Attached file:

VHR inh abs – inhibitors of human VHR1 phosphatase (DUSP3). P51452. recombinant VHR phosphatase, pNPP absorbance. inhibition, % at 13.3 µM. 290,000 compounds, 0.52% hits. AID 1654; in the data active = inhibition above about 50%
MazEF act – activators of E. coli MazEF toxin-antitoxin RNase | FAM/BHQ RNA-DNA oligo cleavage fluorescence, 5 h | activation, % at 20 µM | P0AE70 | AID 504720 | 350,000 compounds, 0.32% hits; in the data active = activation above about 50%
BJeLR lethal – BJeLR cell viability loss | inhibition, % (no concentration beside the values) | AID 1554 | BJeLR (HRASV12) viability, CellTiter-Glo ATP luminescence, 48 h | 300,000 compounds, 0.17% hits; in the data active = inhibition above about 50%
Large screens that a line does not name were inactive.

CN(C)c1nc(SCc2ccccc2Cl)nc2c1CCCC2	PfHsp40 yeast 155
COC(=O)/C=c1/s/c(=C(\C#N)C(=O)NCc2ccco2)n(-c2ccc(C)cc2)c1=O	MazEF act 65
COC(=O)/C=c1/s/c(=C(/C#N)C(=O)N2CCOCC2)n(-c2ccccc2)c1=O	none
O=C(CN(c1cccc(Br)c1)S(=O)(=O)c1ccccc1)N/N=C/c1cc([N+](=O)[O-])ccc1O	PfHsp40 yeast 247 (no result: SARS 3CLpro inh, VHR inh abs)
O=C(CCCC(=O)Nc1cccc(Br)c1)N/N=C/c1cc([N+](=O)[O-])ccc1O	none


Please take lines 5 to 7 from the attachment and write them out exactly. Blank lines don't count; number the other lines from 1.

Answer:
CN(C)c1nc(SCc2ccccc2Cl)nc2c1CCCC2	PfHsp40 yeast 155
COC(=O)/C=c1/s/c(=C(\C#N)C(=O)NCc2ccco2)n(-c2ccc(C)cc2)c1=O	MazEF act 65
COC(=O)/C=c1/s/c(=C(/C#N)C(=O)N2CCOCC2)n(-c2ccccc2)c1=O	none